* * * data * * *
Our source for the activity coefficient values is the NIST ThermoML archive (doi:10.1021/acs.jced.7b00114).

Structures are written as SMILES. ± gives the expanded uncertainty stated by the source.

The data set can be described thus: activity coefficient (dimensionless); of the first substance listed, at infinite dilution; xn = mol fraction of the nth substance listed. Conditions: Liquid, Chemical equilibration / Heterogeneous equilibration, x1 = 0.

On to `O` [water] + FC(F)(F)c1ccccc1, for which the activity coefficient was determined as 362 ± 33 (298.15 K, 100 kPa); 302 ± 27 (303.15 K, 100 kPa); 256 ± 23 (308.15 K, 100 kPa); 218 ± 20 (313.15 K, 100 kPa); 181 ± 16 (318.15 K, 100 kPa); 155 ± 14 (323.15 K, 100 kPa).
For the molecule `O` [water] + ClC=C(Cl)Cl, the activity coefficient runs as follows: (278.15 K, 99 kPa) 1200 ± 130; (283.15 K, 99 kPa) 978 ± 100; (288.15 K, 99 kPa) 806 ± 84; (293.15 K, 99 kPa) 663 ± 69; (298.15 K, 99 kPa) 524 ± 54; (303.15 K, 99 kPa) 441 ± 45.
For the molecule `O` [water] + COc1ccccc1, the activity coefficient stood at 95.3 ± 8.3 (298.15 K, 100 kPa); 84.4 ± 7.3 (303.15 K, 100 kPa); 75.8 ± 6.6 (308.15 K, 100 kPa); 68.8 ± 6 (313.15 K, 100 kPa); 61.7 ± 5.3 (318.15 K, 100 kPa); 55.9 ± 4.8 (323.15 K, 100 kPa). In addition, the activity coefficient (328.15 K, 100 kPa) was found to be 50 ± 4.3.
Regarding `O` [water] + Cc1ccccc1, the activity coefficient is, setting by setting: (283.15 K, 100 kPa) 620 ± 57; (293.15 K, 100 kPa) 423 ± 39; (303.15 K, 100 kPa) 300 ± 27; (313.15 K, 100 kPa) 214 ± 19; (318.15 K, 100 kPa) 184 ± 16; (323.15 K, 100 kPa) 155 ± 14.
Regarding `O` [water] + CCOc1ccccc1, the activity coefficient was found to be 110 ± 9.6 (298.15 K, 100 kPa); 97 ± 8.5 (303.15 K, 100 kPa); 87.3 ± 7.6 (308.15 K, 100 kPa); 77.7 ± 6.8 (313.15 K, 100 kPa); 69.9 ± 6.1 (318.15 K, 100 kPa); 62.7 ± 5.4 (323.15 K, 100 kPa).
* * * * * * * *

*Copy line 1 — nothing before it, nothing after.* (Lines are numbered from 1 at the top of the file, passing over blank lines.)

Our source for the activity coefficient values is the NIST ThermoML archive (doi:10.1021/acs.jced.7b00114).